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Essex Ambulance Action Plan unveiled

PUBLISHED: 05:34 30 January 2003 | UPDATED: 16:13 24 February 2010

AMBULANCE bosses in Essex have drawn up an action plan after a drop by 10% in the response rate to 999 calls.

According to Government guidelines 75% of ambulances must get to immediate life-threatening calls within eight minutes.

AMBULANCE bosses in Essex have drawn up an action plan after a drop by 10% in the response rate to 999 calls.

According to Government guidelines 75% of ambulances must get to immediate life-threatening calls within eight minutes.

Essex Ambulance Service achieved this target early and met it for 15 months, but since June the response rate has deteriorated until last month it was down to 65%.

An Ambulance Service spokeswoman said the falling performance was due to a number of factors such as staff sickness and the departure of senior staff - including chief executive Gron Roberts.

In addition, in November and December last year there were more 999 calls than expected which put extra pressure on staff.

The service's acting director of operations Richard Lane said: "We recognise the need to meet and sustain performance and are putting a number of measures in place in an effort to improve response times and support staff."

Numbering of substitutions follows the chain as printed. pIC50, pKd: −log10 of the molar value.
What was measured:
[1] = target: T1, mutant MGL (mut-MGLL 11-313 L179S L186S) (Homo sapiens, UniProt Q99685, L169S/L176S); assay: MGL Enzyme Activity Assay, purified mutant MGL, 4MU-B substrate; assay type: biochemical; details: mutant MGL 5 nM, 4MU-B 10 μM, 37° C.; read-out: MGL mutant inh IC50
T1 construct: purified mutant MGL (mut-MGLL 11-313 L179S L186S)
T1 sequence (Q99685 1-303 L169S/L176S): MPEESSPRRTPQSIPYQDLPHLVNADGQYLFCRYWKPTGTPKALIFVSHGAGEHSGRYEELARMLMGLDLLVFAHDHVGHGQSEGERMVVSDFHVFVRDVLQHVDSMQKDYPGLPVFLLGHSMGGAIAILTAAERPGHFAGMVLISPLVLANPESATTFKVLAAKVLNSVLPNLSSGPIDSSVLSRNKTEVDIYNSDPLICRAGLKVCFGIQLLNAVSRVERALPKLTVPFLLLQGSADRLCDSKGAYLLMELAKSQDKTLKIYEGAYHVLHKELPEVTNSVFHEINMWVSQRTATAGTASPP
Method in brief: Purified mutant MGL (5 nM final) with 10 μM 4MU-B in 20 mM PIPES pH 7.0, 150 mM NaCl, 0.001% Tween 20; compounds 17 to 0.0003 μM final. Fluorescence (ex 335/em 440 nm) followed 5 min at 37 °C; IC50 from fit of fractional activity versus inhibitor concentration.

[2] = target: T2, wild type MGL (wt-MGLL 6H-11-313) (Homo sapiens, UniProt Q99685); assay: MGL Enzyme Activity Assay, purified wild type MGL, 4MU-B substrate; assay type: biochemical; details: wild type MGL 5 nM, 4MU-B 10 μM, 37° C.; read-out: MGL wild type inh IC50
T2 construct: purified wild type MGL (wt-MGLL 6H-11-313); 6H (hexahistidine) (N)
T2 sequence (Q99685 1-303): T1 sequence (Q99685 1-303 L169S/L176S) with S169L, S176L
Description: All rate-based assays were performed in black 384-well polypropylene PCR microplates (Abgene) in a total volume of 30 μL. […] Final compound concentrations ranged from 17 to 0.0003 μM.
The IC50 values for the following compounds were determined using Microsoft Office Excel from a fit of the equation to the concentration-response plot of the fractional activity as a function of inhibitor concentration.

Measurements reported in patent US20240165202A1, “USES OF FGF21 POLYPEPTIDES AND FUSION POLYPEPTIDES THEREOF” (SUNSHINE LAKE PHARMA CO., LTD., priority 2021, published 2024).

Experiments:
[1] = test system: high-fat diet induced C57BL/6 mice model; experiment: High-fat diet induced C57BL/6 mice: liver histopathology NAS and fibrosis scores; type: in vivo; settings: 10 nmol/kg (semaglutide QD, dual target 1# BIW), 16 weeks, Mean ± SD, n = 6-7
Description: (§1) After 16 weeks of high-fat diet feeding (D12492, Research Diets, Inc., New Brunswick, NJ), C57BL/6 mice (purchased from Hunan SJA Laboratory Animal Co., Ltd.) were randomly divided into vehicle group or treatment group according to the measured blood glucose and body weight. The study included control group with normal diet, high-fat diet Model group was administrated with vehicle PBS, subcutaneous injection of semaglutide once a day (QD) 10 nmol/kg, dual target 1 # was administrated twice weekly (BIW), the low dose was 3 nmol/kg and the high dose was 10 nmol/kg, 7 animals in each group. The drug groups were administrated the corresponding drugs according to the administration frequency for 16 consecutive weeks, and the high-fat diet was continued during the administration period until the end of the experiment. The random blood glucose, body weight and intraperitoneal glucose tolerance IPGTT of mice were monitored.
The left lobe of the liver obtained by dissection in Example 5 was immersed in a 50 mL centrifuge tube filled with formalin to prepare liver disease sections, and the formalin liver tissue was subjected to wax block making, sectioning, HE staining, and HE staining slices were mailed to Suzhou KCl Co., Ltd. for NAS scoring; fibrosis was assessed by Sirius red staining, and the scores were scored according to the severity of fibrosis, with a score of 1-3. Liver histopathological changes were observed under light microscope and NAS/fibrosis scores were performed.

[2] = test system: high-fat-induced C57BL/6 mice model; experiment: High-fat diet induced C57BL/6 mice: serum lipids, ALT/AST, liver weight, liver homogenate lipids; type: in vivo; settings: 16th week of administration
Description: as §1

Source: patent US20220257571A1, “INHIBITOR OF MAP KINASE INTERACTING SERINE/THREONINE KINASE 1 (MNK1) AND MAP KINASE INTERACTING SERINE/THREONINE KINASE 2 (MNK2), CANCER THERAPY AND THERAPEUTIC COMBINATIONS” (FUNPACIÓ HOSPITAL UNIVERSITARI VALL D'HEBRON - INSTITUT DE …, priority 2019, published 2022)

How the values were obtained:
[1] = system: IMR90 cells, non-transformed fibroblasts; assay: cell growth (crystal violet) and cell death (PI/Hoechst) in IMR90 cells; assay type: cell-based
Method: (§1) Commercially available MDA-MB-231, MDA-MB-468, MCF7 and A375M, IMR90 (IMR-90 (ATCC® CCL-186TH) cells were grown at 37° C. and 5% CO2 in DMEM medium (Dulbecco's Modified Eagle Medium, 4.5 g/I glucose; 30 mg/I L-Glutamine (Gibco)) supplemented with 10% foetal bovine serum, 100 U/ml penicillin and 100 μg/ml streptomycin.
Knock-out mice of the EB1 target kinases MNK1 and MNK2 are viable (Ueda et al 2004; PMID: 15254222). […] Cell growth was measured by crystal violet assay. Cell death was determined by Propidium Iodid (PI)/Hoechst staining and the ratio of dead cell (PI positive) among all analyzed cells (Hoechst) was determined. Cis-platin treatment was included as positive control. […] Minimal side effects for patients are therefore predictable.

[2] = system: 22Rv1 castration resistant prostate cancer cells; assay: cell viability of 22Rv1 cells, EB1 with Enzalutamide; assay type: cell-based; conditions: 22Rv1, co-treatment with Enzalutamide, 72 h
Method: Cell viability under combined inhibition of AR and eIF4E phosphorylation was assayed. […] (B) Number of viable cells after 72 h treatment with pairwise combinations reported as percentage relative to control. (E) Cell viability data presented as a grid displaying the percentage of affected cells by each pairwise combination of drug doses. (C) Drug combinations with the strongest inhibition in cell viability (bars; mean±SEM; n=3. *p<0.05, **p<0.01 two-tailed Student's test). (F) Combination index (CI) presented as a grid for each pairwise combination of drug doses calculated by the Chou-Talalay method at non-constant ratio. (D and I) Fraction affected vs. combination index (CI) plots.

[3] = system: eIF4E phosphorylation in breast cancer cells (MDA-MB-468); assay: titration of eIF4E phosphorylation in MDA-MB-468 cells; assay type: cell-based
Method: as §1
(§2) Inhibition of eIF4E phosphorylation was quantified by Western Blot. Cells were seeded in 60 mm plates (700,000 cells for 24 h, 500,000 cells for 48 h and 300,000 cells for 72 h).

The package of improvements include:

nAn increase in the number of trainee paramedics by 32 - 16 are currently in training.

nAn increase in emergency control staff manning.

nAn increase in the number of radio channels from two to three to improve the mobilisation of dispatching vehicles and reduce pressure on the emergency dispatchers.

nStaff will be paid for the first hour of "running over time" which up to now has been incorporated in their basic salary.

nA performance-related pay scheme on the non-emergency patient transport service will be scrapped and from this weekend all staff on the scheme will have the "bonus" incorporated into their salary - which represents an pay rise of up to £2,000.

Mr Lane added: "We are currently examining ways in which we can significantly improve our fleet and equipment to ensure that we have adequate resources to meet the ever increasing demand."

Unison branch secretary Peter Redfern applauded the proposed changes and said he was sure staff would make every effort to improve performance.

Both Essex Strategic Health Authority and North East Essex Community Health Council have raised concerns about the falling response rate.

Joan Smith, chief officer at the CHC, said: "We have expressed our concerns, particularly because a large part of our area is rural. The situation needs to be addressed with some urgency."

ESHA chief executive Terry Hanafin said: "We are disappointed the ambulance service is currently not achieving the Government's targets of reaching at least 75% of urgent calls within eight minutes.

"However we are confident that the patient care provided by the ambulance staff is excellent."

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